The ABC inventory control system is an approach based on the categorization of items or products depending upon their usage rate. It uses Pareto principles in its application.

It is applicable to those organizations that have multiple types of inventories. However, it is not always a good idea to keep the same level of controls for all type of inventories because there is a difference in terms of its value and annual consumption. Therefore the ABC inventory control system is applied to determine the value of each item with respect to annual consumption rate into categories A, B, and C.

ABC inventory control system focuses on major items in inventory, therefore, it is also termed as ”control by importance and exception”. Moreover, the categorization of the inventory items is done on the basis of the comparative value of different items, therefore this approach is also known as” proportional value analysis.”

Implementing ABC inventory controls

These factors should be considered while devising and implementing policies for effective ABC inventory controls.

  • The reliability and accessibility of cost and demand information by item.
  • Facilitation of Inventory management systems and processes in an efficient and effective implementation and operation of the ABC approach.
  • costs and benefits of implementing and operating ABC inventory controls.
  • Impact of change to the ABC approach on capability been assessed and planned for.

Categorizations in ABC inventory control

Category A items are goods which have the highest yearly consumption rate. Application of the Pareto principle which may be referred as the ‘’80/20 principle’’, where 80 % of the output is determined by 20 % of the input. They consist of a comparatively small number of items or goods, but have a fairly high consumption rate. So it is true that analysis and control of this category are comparatively intense as there is the utmost potential to decrease expenses or losses.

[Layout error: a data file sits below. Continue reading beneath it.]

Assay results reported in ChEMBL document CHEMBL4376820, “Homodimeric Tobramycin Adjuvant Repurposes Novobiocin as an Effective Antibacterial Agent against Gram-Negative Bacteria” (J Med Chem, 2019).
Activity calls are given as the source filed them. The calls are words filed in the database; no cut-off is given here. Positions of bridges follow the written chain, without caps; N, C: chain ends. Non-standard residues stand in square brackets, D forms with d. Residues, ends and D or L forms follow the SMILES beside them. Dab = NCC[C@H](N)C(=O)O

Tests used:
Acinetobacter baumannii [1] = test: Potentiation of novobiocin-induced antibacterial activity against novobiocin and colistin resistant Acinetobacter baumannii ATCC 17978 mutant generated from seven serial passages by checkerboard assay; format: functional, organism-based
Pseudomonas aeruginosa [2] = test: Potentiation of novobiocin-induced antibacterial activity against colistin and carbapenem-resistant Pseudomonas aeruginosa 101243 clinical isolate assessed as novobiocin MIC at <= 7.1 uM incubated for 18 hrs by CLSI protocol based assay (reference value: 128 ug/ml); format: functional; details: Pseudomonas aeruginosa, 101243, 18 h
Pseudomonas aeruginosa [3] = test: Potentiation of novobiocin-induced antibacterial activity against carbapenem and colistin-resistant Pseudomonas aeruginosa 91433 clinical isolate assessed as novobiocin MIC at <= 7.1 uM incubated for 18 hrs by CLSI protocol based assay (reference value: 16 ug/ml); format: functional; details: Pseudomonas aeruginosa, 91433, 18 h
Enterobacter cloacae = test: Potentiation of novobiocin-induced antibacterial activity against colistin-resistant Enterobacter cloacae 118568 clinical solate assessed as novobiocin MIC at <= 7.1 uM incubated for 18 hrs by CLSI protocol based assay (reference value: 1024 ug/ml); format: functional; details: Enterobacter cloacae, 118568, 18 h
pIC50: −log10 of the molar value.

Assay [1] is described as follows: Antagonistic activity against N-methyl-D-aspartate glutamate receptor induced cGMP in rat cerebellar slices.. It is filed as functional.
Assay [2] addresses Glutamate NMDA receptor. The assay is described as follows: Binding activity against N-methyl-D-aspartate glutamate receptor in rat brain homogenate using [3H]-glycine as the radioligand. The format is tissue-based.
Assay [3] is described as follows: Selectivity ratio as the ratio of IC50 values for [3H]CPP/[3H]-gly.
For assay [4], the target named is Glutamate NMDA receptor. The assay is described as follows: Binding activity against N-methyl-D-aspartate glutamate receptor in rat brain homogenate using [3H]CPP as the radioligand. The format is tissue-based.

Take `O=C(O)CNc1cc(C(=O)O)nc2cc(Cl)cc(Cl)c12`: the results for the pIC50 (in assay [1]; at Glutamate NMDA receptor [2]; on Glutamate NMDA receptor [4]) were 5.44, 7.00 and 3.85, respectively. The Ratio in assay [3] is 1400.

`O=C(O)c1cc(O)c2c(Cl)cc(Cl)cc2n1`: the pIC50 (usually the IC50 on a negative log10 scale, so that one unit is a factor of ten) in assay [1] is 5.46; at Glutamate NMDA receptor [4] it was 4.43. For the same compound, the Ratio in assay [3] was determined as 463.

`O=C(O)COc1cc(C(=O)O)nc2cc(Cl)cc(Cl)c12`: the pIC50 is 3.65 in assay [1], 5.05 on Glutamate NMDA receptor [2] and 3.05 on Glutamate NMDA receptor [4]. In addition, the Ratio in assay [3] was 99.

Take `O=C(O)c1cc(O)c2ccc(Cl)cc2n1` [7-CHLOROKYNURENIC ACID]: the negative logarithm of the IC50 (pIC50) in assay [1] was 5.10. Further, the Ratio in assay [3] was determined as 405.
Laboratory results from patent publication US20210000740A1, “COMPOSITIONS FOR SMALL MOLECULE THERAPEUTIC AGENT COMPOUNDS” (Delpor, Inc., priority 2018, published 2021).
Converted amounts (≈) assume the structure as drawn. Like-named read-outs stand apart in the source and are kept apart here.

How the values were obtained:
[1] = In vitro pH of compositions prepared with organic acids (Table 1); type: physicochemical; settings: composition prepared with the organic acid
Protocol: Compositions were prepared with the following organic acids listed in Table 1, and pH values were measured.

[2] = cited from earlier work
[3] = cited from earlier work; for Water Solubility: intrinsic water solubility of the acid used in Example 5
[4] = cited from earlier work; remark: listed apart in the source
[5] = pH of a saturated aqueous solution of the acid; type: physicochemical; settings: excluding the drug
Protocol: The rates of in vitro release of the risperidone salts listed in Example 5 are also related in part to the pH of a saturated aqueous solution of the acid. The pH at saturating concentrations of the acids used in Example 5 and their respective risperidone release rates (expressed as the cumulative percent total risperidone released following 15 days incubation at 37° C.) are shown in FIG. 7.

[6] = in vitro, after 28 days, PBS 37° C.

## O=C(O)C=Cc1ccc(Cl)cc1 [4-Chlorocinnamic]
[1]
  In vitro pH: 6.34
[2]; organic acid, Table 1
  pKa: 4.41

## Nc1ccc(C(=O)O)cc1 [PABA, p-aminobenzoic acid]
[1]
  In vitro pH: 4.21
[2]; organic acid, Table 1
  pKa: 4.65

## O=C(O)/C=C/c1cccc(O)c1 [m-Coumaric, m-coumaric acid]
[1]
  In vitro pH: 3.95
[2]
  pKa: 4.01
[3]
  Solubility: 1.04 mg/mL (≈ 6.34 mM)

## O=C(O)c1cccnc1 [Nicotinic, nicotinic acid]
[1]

Category B items or goods can be considered as intermediate category items. Their consumption rate is less than category A items, but higher than the category C items. The main reason for having this interclass category is to look at items that are close to A items and C items, that will modify their inventory management policies if they move closer to category A or category C. Inventory management is itself considered as a cost, therefore it requires a balance between controls to protect the asset category and the value at risk of loss, or the cost of analysis and the potential value returned by reducing category costs. So, the scope of this category and the policies of inventory management are devised on the basis of estimated cost-benefit of category cost reduction, and loss control systems and processes.

Category C items or goods have the least consumption rate. This category has a comparatively greater proportion of the total number of lines but with comparatively small consumption rates. In fact, it is not typically cost-effective to set up tight inventory controls, as the risk of a major loss is comparatively small and the cost analysis will normally yield comparatively smaller returns.

As all the businesses are not the same, the thresholds that determine the higher and smaller limits of each category are not definable. Nor would they inevitably be fixed over time or across all geographical locations. An organization might have different risk appetites between different geographical locations. For example, a business in a high-crime region might have a greater proportion of items or, where a facility is less secure; more goods or items may be categorized as A. The accounts management should carry out risk and inventory management cost-benefit analyses location to deliver the optimal overall cost-benefit balance and to set the ABC ranges.

Benefits of Implementation

  • Superior control of high-value inventory enhances availability and reduces expenses and losses.
  • It provides a more effective use of stock management resources that saves time and money.
  • A comparatively small value of B or C category items can let a business to hold greater buffer stocks to decrease stock outs. Lesser stock outs result in enhanced production efficiency.

Lesser stock outs and enhanced production efficiency also results in more consistent cycle time and, resulting in, better customer satisfaction.